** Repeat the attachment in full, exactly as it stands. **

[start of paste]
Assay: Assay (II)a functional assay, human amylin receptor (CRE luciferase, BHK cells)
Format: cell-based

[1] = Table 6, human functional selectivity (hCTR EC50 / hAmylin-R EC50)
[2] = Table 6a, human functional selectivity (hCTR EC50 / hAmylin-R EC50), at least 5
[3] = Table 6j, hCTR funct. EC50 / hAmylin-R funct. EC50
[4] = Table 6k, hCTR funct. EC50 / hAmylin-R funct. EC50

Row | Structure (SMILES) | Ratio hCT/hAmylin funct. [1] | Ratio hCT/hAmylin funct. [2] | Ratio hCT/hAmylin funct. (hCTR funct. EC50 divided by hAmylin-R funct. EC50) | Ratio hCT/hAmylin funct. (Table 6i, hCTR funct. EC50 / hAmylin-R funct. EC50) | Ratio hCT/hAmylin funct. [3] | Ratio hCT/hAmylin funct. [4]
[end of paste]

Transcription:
Assay: Assay (II)a functional assay, human amylin receptor (CRE luciferase, BHK cells)
Format: cell-based

[1] = Table 6, human functional selectivity (hCTR EC50 / hAmylin-R EC50)
[2] = Table 6a, human functional selectivity (hCTR EC50 / hAmylin-R EC50), at least 5
[3] = Table 6j, hCTR funct. EC50 / hAmylin-R funct. EC50
[4] = Table 6k, hCTR funct. EC50 / hAmylin-R funct. EC50

Row | Structure (SMILES) | Ratio hCT/hAmylin funct. [1] | Ratio hCT/hAmylin funct. [2] | Ratio hCT/hAmylin funct. (hCTR funct. EC50 divided by hAmylin-R funct. EC50) | Ratio hCT/hAmylin funct. (Table 6i, hCTR funct. EC50 / hAmylin-R funct. EC50) | Ratio hCT/hAmylin funct. [3] | Ratio hCT/hAmylin funct. [4]